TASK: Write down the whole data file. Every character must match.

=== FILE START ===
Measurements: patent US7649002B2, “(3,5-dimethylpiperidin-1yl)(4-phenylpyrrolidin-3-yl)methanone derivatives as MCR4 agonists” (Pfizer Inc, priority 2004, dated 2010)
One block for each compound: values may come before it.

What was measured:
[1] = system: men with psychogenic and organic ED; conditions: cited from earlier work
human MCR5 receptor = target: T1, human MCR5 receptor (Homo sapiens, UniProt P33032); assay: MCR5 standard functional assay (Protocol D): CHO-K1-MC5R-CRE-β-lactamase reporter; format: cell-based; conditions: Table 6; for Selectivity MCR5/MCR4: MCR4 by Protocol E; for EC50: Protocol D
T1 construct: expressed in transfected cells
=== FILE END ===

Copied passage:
Measurements: patent US7649002B2, “(3,5-dimethylpiperidin-1yl)(4-phenylpyrrolidin-3-yl)methanone derivatives as MCR4 agonists” (Pfizer Inc, priority 2004, dated 2010)
One block for each compound: values may come before it.

What was measured:
[1] = system: men with psychogenic and organic ED; conditions: cited from earlier work
human MCR5 receptor = target: T1, human MCR5 receptor (Homo sapiens, UniProt P33032); assay: MCR5 standard functional assay (Protocol D): CHO-K1-MC5R-CRE-β-lactamase reporter; format: cell-based; conditions: Table 6; for Selectivity MCR5/MCR4: MCR4 by Protocol E; for EC50: Protocol D
T1 construct: expressed in transfected cells